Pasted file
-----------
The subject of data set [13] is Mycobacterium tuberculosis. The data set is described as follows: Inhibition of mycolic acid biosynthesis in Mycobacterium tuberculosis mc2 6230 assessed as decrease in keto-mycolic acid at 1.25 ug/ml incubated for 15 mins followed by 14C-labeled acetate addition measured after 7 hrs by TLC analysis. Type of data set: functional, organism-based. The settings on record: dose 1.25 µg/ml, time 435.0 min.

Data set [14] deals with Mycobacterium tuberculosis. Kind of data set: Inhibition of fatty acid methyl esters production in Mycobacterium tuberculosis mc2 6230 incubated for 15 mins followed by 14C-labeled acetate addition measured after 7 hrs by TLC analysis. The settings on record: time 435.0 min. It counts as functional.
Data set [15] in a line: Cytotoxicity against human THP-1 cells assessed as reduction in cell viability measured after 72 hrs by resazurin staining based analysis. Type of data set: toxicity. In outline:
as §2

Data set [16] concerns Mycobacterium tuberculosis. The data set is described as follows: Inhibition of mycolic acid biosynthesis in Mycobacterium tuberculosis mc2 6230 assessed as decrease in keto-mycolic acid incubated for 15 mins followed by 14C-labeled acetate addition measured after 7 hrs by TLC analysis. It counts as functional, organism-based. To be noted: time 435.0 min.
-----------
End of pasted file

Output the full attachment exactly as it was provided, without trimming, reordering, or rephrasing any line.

The subject of data set [13] is Mycobacterium tuberculosis. The data set is described as follows: Inhibition of mycolic acid biosynthesis in Mycobacterium tuberculosis mc2 6230 assessed as decrease in keto-mycolic acid at 1.25 ug/ml incubated for 15 mins followed by 14C-labeled acetate addition measured after 7 hrs by TLC analysis. Type of data set: functional, organism-based. The settings on record: dose 1.25 µg/ml, time 435.0 min.

Data set [14] deals with Mycobacterium tuberculosis. Kind of data set: Inhibition of fatty acid methyl esters production in Mycobacterium tuberculosis mc2 6230 incubated for 15 mins followed by 14C-labeled acetate addition measured after 7 hrs by TLC analysis. The settings on record: time 435.0 min. It counts as functional.
Data set [15] in a line: Cytotoxicity against human THP-1 cells assessed as reduction in cell viability measured after 72 hrs by resazurin staining based analysis. Type of data set: toxicity. In outline:
as §2

Data set [16] concerns Mycobacterium tuberculosis. The data set is described as follows: Inhibition of mycolic acid biosynthesis in Mycobacterium tuberculosis mc2 6230 assessed as decrease in keto-mycolic acid incubated for 15 mins followed by 14C-labeled acetate addition measured after 7 hrs by TLC analysis. It counts as functional, organism-based. To be noted: time 435.0 min.